But the Turn­bull Gov­ern­ment’s long-awaited ac­tion plan, an­nounced on Wednes­day, seems to of­fer the clos­est thing to an eq­ui­table and last­ing so­lu­tion.

It in­volves gen­uine re­form — as op­posed to cash top-ups — to en­sure no State in the fu­ture has to en­dure such ex­tremes as re­ceiv­ing less than 35¢ back for ev­ery dol­lar paid in GST. The other States were deaf to our com­plaints but the changes will pro­tect all Aus­tralians. For that, Trea­surer Scott Mor­ri­son, Fi­nance Min­is­ter Mathias Cor­mann and their col­leagues de­serve the plau­dits for pulling a rab­bit out of the hat.

Un­der the pro­posal, WA will get a top-up over the next three years of $2 bil­lion, tak­ing WA’s GST share to 70¢ in the dol­lar. Even­tu­ally, there will be a 75¢ floor for all States and Ter­ri­to­ries.

For this news­pa­per, the pro­posal rep­re­sents a gi­ant shaft of light af­ter years stuck in a dark tun­nel. We have cam­paigned doggedly on the is­sue since 2014 and handed out plenty of brick­bats along the way. So it’s a pleas­ant change to give a bou­quet.

We cer­tainly ap­plied pres­sure on WA’s Fed­eral rep­re­sen­ta­tives, par­tic­u­larly those on the Gov­ern­ment side, not to shirk the is­sue when away from their con­stituents in Can­berra. We ac­knowl­edged the chal­lenge was an ex­tremely dif­fi­cult one but re­jected the de­featist no­tion that it was im­pos­si­ble to mend or that short-term cash bribes to WA were a so­lu­tion.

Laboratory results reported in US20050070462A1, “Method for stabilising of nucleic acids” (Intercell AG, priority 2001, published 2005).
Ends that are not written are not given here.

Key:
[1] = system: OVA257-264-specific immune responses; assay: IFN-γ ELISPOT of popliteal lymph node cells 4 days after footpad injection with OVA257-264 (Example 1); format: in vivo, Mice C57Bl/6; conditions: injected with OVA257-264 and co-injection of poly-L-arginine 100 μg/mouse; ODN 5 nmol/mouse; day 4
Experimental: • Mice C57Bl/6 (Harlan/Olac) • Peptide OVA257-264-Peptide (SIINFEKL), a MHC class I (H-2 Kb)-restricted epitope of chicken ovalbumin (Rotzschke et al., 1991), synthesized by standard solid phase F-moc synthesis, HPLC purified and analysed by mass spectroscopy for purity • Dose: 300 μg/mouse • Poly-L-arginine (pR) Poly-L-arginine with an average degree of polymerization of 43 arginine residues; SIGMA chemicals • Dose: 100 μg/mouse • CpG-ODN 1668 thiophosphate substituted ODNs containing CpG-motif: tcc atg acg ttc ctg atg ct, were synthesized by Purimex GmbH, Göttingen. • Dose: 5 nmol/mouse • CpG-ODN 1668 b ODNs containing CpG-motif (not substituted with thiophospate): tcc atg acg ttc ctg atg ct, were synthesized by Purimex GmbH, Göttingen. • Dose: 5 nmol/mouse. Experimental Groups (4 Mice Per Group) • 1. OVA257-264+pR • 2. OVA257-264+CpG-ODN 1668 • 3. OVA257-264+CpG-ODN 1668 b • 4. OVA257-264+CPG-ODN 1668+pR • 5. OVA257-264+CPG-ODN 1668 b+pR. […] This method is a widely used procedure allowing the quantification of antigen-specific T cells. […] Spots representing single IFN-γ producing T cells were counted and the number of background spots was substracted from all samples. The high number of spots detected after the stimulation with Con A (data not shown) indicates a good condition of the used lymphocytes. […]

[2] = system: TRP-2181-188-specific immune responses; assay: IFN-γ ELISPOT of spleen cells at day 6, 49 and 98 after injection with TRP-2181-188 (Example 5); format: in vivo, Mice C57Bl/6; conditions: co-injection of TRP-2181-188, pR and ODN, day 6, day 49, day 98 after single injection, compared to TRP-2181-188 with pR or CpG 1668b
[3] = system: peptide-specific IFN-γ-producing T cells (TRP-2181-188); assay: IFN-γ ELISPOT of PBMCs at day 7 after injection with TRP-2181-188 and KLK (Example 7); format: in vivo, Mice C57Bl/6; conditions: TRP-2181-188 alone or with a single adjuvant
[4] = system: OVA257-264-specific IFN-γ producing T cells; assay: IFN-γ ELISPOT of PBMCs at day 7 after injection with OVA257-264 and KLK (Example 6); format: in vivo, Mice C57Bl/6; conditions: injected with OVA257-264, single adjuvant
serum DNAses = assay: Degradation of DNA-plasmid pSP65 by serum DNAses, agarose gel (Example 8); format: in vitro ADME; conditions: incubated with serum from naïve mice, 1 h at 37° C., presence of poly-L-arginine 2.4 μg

La­bor would be wise to sup­port the fix. On is­sues of de­fence and na­tional in­ter­est, we of­ten see con­sen­sus across the po­lit­i­cal di­vide.

This has noth­ing to do with the na­tion’s de­fence but it has plenty to do with the na­tional in­ter­est. Why? Be­cause it en­cour­ages pro­duc­tiv­ity and eco­nomic dy­namism and puts a stop to the per­verse prac­tice of pun­ish­ing suc­cess. It will help take the brakes off the econ­omy.

It’s easy for politi­cians to de­fine them­selves by what they op­pose. But it says more about their char­ac­ter when they’re pre­pared to back a so­lu­tion from across the cham­ber.

Out­side the Can­berra bub­ble of ad­ver­sar­ial party bick­er­ing, it is a turn-on for vot­ers.

State Trea­surer Ben Wy­att was quick out of the blocks on Thurs­day morn­ing to sup­port Mr Mor­ri­son’s plan. And he has the sup­port of his leader Mark McGowan.

That’s the sort of sharp and de­ci­sive lead­er­ship we want to see more of. Of course, it’s now go­ing to be up to State La­bor how they spend the money and we’ll get to judge them ac­cord­ingly.

But that is for an­other time.

For now, let’s take a mo­ment to ap­pre­ci­ate that an end to a long and of­ten bru­tal slog for fair treat­ment is in sight.

Re­spon­si­bil­ity for editorial com­ment is taken by the edi­tor, Michael Beach, 50 Hasler Road, Os­borne Park, WA 6017. Postal ad­dress: PO Box 1769, Os­borne Park DC, WA 6916.